Beating hearts and messy moral fibre


Beating hearts and messy moral fibre

DEBORAH STEINMAIR loves to read about what gets people out of bed in the morning, and how they navigate life and relationships. It's no picnic.


TO me, there is no canvas, no background or decor as poignant as the human psyche, no stage as bloody as the battlefield of interpersonal relationships, the dynamics between people.  You can keep your spy intrigues and forensic evidence bloodily ripped open to the bone. I want to know what makes people get out of bed and move on with the business of life.

I read two books in which the spotlight falls on the domestic; the small, casual moments between people. Both writers have an eye for the negative spaces, for things that remain unsaid, for the absent that is urgently and eternally present.

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The first is interesting and ambitious — the story is told in the form of letters, lists, diary notes, the guestbook of a hotel and transcripts of conversations, among other things.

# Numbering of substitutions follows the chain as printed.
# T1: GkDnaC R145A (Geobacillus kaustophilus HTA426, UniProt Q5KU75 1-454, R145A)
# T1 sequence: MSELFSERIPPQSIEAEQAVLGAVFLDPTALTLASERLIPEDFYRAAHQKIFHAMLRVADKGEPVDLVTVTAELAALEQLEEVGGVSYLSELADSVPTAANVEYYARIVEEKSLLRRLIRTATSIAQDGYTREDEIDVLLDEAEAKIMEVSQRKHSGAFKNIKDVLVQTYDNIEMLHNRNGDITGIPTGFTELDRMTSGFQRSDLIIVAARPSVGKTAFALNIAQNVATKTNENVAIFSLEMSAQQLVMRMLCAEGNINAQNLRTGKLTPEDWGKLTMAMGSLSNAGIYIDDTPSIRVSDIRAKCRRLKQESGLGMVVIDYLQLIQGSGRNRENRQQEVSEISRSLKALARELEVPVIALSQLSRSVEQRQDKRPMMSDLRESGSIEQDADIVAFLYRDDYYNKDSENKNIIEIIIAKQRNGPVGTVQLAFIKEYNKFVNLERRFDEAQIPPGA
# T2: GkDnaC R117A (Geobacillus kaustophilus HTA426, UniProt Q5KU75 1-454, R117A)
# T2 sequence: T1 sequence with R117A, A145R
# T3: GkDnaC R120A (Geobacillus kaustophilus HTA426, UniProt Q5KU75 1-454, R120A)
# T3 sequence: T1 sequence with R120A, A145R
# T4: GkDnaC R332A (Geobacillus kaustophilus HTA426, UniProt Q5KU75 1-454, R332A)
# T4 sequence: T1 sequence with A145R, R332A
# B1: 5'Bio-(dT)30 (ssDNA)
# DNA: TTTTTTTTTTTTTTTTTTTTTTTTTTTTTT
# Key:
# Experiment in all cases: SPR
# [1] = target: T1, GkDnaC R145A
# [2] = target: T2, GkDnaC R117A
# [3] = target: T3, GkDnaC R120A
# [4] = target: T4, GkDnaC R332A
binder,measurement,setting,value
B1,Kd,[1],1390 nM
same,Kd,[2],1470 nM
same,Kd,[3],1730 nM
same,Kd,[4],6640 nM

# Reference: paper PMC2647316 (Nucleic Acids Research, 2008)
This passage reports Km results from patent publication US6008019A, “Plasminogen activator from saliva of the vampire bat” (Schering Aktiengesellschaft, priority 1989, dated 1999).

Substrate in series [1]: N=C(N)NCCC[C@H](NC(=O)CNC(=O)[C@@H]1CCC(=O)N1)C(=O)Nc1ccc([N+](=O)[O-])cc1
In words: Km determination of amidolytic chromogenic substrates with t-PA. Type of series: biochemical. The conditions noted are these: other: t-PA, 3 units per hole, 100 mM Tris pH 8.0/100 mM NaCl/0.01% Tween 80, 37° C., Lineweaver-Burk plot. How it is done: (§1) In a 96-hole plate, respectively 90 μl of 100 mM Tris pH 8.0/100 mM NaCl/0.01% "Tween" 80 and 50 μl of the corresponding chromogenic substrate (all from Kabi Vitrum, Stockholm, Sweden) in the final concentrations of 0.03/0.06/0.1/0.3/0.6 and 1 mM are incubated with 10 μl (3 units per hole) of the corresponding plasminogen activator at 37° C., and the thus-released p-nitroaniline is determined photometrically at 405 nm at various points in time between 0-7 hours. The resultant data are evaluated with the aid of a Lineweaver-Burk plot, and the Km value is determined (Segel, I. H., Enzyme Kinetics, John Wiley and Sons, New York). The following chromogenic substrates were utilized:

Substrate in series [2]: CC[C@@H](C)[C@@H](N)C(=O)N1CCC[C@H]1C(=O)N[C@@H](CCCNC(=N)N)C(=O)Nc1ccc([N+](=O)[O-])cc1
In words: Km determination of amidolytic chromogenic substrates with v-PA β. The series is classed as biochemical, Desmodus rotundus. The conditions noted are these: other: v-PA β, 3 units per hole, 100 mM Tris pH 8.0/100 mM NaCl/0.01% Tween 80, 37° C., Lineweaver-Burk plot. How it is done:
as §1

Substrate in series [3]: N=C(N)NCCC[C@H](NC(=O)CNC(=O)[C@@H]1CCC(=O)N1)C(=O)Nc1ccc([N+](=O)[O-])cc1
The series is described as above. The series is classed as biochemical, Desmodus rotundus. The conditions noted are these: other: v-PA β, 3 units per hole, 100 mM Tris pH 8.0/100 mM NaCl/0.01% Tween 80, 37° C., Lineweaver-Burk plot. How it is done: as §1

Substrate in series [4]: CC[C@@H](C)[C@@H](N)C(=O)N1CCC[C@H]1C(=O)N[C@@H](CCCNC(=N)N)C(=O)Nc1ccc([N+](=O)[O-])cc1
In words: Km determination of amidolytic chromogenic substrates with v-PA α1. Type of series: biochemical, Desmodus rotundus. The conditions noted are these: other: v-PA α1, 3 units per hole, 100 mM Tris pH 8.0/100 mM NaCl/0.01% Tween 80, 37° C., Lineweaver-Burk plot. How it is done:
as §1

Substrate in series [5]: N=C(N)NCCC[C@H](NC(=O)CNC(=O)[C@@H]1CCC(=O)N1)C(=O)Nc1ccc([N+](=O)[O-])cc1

Scarlett Thomas is considered one of the most exciting and original writers of her generation. She's British. In one of her books, the main character, Mr Y, sums up her outlook on life:

I'm very much someone who wants to work out the answers. I want to know what's outside the universe, what's at the end of time, and is there a God? But I think fiction's great for that — it's very close to philosophy.

The Sleepwalkers is described as a darker The White Lotus, for those like me who binge-watched the vivid, wryly funny series. It's also set in a hotel: the somewhat dilapidated Villa Rosa on a Greek island. The owner/manager is the enigmatic Isabella, who sometimes appears fearful and persecuted.

We first see her through the eyes of Evelyn, a bride who arrives for her (disastrous) honeymoon. She flees and leaves her groom, Richard, a long, handwritten letter. In it, she refers to an incident at their wedding that doomed the marriage from the outset. The reader doesn't find out what it was until much later. Evelyn writes about Richard's impatience, his indifference, the way Isabella comes on to him and acts increasingly passive-aggressively towards Evelyn — he refuses to admit that this is the case. Evelyn and Richard's quarrels are spectacular. She is the author of a successful one-woman play that has been turned into a less successful TV series. She is never at a loss for words.